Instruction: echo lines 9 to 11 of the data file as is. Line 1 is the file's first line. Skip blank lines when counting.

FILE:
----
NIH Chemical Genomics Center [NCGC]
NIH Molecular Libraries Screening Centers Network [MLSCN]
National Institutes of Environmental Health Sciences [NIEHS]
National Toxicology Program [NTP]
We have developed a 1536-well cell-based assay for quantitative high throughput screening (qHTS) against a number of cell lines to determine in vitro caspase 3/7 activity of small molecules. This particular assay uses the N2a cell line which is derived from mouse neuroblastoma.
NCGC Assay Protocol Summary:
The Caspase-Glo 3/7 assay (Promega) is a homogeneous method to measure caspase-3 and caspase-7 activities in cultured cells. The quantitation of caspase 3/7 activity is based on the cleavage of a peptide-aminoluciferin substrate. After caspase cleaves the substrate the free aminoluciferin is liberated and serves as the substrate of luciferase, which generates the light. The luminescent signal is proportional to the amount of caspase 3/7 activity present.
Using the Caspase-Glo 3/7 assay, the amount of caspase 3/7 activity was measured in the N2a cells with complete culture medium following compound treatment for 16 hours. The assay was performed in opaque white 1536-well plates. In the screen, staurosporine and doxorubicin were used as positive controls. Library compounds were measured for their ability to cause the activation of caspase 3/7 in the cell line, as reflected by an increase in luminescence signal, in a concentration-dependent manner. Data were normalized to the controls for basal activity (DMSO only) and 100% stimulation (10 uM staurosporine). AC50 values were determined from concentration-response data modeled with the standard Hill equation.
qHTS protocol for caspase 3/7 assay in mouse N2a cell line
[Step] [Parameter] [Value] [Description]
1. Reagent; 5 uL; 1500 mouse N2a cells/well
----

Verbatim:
qHTS protocol for caspase 3/7 assay in mouse N2a cell line
[Step] [Parameter] [Value] [Description]
1. Reagent; 5 uL; 1500 mouse N2a cells/well